About a perfect start for a world-wide web of song

2020.08.07 | By Gregory Nagy

§0. Homeric poetry, at a pivotal moment where it represents the making of Homeric poetry itself, pictures a blind singer of tales in the act of starting his song. The singer is shown in the act of ‘starting from a thread [oimē] that had at that time a fame [kleos] reaching all the way up to the wide sky’. That is how I translate line 74 in Rhapsody 8 of the Homeric Odyssey: οἴμης, τῆς τότ’ ἄρα κλέος οὐρανὸν εὐρὺν ἵκανε. The song that the singer of tales is singing here is pictured as a world-wide web of song, reaching all the way up to an unlimited celestial expanse. And the threading or oimē that becomes the song is being made by a master weaver who starts weaving his web with a heading band, as weavers call it. Ancient Greek weavers called it the exastis (ἔξαστις), and we see it pictured in the drawing that I show as the illustration for the cover of this essay. The drawing originates from Elizabeth Barber, who is not only a renowned expert in ancient textiles but also a deft weaver in her own right. And such a heading band, as pictured in this drawing, makes for a perfect start of Homeric song as sung by the singer of tales. There is a primal metaphor at work here. If a weaver makes a perfect start, then the web that is woven by the weaver can lead to a perfect finish. Comparably, a perfect start for Homeric singing leads to a perfect song, that is, to a marvel of unified poetry.

Line drawing of a reconstruction of an ancient Greek upright warp-weighted loom, with the label for the heading band highlighted.
Reconstruction of an ancient Greek upright warp-weighted loom. The label for the heading band, exastis (ἔξαστις), is highlighted in orange. Line drawing by Mark Stone, from Barber 1991:270 fig. 12.3, with re-labeling by Garrett Bruner.

§1. In their post for Classical Inquiries 2020.08.07, guest-editors Rachele Pierini and Thomas Palaima have published comments by Elizabeth Barber that I find relevant to the meaning of the word oimē, used in the genitive case (“genitive of origin”), at line 74 of Rhapsody 8 in the Homeric Odyssey. In this context, we find Demodokos, the blind singer of tales, ‘starting from a thread [oimē] that had at that time a fame [kleos] reaching all the way up to the wide sky’. As I already indicated in my introduction to this brief essay, I argue that we see here a metaphor where the making of epic song is compared to the weaving of a web—and where the beginning of the song is compared to the making of a heading band for the web. I quote here the relevant comments of Barber in Classical Inquiries 2020.08.07 §40 concerning the craft of weaving in the Mycenaean era:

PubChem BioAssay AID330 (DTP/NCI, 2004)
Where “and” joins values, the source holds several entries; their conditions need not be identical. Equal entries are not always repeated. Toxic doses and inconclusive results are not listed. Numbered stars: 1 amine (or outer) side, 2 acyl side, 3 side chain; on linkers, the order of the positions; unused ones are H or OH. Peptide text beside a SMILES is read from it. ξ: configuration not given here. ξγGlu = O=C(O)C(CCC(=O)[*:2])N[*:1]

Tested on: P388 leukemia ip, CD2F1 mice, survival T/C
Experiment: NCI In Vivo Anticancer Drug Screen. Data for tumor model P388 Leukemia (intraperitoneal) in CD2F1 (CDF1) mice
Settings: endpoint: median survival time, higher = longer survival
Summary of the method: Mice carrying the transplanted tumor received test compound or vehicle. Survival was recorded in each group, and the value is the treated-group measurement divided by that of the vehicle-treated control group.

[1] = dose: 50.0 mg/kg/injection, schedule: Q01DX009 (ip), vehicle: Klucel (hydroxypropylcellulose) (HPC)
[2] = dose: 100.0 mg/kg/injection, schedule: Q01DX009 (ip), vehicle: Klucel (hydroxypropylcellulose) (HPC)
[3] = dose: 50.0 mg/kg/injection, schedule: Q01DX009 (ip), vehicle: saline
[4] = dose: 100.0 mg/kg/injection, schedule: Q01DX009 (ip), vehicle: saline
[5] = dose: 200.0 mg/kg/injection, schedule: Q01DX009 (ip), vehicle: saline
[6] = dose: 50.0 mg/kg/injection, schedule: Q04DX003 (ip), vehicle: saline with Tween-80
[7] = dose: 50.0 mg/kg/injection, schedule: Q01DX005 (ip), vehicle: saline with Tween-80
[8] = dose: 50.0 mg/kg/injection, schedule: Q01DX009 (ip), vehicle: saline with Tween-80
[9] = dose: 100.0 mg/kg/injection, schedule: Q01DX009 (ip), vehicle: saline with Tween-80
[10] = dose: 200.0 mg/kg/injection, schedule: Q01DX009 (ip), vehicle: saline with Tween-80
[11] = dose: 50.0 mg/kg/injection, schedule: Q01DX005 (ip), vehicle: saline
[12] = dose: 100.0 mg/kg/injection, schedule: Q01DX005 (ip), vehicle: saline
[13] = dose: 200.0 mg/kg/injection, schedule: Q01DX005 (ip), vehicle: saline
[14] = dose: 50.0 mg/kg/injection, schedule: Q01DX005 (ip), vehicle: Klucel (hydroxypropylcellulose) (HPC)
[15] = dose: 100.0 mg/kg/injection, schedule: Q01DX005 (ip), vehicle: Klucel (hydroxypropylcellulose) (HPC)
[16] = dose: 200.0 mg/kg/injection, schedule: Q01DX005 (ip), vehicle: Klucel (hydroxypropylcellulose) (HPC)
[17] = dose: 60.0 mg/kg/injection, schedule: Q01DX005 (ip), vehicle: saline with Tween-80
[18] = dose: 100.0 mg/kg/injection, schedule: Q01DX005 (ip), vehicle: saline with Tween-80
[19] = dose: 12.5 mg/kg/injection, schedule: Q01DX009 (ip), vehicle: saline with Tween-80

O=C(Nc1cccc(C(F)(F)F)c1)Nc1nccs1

For weaving, the Mycenaeans used the warp-weighted loom [here she shows the same line drawing that I showed for illustrating my essay], on which the warp-tension is produced by stretching the warp threads between a top beam of wood and heavy weights tied onto bunches of warp threads near the floor. […] In order to be able to tie the weights on, the weaver must first attach each warp thread firmly to the top beam. The only efficient way to do this is to weave a band, called a heading band, in which the weft of the band is pulled out in very long loops to make what will be the warp threads of the future cloth [Figures 4 and 5 in Barber’s commentary]. This firmly-woven band, with its cargo, is then lashed firmly across the top beam so that the newly-made warp threads for the future cloth hang down. These are then separated—one forward, the next one back, etc.—to form the primary shed. The weights are then hung on. This whole long process can be called dressing the loom. Only then can the weaving begin.

§2. I argue, then, that the oimē in Odyssey 8.74 is metaphorically the web of song, and, as the singer of tales starts to weave his web, as it were, he has to make a heading band for the song.

§3. I now go on to argue that such a heading band is what Greeks in the classical era called the prooimion, translated into Latin as the prooemium, ‘proem’. I repeat here the basics of my argumentation as I present it in Homer the Classic (Nagy 2008|2009) 2§92: